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Gale: Buddhism and Islam

To: alt.magick.tyagi,alt.religion.buddhism,talk.religion.buddhism,alt.sufi,alt.islam.sufi,alt.religion.islam,talk.religion.misc,talk.religion.newage
From: (nagasiva)
Subject: Gale: Buddhism and Islam
Date: 22 Apr 1996 05:48:23 -0700

[from Tariqas Elist (sufism): Gale ; repost permission recvd]

The topic on the relationship between Islam and Buddhism shows far more 
tension than harmony, which makes me question the validity of 
associating the Quranic zulkifl with Buddha  and especially amongst the 
sunna theological commentators -- unless it is some esoteric symbolism 
that seems to have not been known to the early Muslims. Otherwise why 
would there have been such a systematic destruction of Buddhist 
monasteries and libraries.  As early as the mid 8th century, the Korean 
Buddhist Ou Kong writes about purposely avoiding the Muslim-occupied 
parts of Afghanistan, because of the danger it imposed to Buddhists, as 
he made his way to India.  And the 9th century Kalachakra Tantra (one of 
the most important for the later Tibetan schools, ie. Gelugpa) 
prophesizes: about "Madhumati" as a false impostor who would destroy 
much of Buddhism  of course something similar happened when Mahmud of 
Ghazna destroyed the main Buddhist learning centers of India, especially 
Nalanda, in the 12th century.  The Tibetan version of armageddon in some 
of the Shambala myths, or in the Khotanese versions with the coming of 
Maitreya,  pitches the battle between Buddhism and Islam. (this info I 
remember while researching at the Tibetan Archives in Dharamsala in the 
80s, although I do not remember the title of the exact source). As Islam 
pushed into Central Asia, many of the Muslim rulers saw themselves as 
fighting a holy war to destroy Buddhism, and this destruction was quite 
systematic. Even some Sufis, such as Fahr aldin Razi went as far as to 
deny Hinduism as a part of the prophetic tradition, whereas other Muslim 
traditions, eg, al-Biruni, and others, included Hindus in this line as a 
result of identifying Ibrahim with the Arabic barahima for brahmans.

At the positive side of the picture, the most frequent Arabic titles for 
Buddha are al-budd (in Persian: but) and budasf or budisfiya, the latter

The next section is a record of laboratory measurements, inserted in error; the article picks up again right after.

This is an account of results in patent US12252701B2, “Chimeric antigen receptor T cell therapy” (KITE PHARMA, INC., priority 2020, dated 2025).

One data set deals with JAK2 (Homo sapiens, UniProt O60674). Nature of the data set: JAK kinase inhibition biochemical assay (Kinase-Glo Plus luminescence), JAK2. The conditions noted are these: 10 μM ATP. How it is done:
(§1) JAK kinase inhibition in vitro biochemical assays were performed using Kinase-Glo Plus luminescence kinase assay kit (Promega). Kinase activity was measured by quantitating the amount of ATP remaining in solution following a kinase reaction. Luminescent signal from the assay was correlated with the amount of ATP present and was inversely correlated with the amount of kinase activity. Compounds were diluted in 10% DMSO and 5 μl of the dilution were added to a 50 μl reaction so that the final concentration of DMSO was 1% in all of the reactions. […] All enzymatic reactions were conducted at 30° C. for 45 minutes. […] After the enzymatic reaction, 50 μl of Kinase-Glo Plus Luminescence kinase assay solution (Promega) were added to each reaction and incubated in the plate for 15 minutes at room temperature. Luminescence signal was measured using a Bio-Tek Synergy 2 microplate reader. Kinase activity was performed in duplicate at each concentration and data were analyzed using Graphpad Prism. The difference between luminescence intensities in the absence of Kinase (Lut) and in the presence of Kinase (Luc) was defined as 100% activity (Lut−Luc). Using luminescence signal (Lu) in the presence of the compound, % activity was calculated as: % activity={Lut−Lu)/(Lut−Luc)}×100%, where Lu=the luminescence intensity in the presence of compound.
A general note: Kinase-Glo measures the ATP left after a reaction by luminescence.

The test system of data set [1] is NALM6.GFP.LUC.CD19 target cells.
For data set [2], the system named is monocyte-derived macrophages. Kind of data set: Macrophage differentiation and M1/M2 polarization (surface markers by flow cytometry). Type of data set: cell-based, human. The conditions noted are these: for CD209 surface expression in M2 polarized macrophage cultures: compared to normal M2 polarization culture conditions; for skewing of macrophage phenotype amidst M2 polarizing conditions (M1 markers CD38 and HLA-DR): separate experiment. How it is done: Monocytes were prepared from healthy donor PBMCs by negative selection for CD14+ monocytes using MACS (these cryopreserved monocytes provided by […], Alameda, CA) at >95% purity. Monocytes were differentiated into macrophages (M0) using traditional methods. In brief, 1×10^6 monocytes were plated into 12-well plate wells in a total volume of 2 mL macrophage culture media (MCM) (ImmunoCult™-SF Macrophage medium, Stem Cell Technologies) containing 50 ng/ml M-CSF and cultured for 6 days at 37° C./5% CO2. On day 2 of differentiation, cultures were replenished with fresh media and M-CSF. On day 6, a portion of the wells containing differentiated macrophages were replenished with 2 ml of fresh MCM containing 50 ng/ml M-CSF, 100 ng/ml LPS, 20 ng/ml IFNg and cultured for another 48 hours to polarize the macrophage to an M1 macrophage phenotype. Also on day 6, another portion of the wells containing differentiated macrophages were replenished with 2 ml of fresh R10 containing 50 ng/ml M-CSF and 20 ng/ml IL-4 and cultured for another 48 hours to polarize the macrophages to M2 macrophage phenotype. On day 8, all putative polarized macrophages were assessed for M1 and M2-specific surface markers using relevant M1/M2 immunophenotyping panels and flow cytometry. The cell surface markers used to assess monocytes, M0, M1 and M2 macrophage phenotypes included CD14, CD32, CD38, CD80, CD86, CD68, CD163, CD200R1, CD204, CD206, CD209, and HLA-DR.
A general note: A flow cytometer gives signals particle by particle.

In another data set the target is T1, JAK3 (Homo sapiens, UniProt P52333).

referring to bodhisattva.  Shahrastani in the 10th century actually 
writes that Buddhism is "very near to the teachings of the Sufis" and 
identified it as a "search for Truth"  Shahrastani goes on to say that 
Buddha is al-Hadir.  And a 19th Persian text on Tibet refers to the 
statues of Buddha as al-Hadir; the Naqsbandiyya in Central Asia, who 
were instrumental for bringing Islam to this Buddhist region, also made 
this identification. (if anyone on Tariqas can help me with 
understanding this word al-Hadir, I would appreciate it; my 
understanding is that it deals with "multiple personality" and thus 
Enoch, Hermes, Elias, Jeremiah, etc. are al-Hadir; this transliteration 
may also be different because my source for this is from a French text 
through the Vaticans Pontificio Instituto di Studi Arabi e 
dIslamisticii).  Another Sufi, Ala al-Dawla al-Simnani represented the 
Buddhists on their behalf to the royal Iranian court.  An interesting 
piece of historical trivia is that the famous Central Asian Buddhist 
cave temples at Toyug, near Turfan, became a seat for Qalandar dervishes 
who considered the caves as the abode of the "seven sleepers".  And in 
the Tarim basin during the 14th century, the local Buddhist monastery 
and a Sufi tekke co-existed side-by-side.  We should be reminded that by 
these centuries, Buddhism in Central Asia and the China basin was almost 
exclusively in its tantric form of vast iconography  the northern 
school of the Chan-HuaYen relationship already having succumbed for the 
most part to the more popular southern school at the end of the Tang.

Other interesting tidbits:  When the jesuit missionary expeditions  
Matteo Ricci, Bento de Gois, Francis Xavier -- were making their way to 
Tibet in the middle ages, they associated with Muslim merchants in India 
for receiving travel instructions and info on the culture.  What they 
received was the Indian Muslim perception that Tibetan Buddhism was a 
form of Christianity (either spoken of as authentic or degenerate, but 
usually the latter). The Portugese Jesuit, Antonio de Andrade, actually 
thought the Tibetans were a lost Christan group that became mixed with 
the indigenous religions when he encountered them.

Finally, I have to admit that in all my research in this area, the term 
zulkifl has never appeared.  And I have never seen any word associated 
with India or a region thereof even similar to it.  Budd and budasf are 
consistent terms for Buddha in Muslim literature, identifying Buddha or 
the community he founded in the Quran is something quite different.  

Blessings to all,  Nur Jemal Gale

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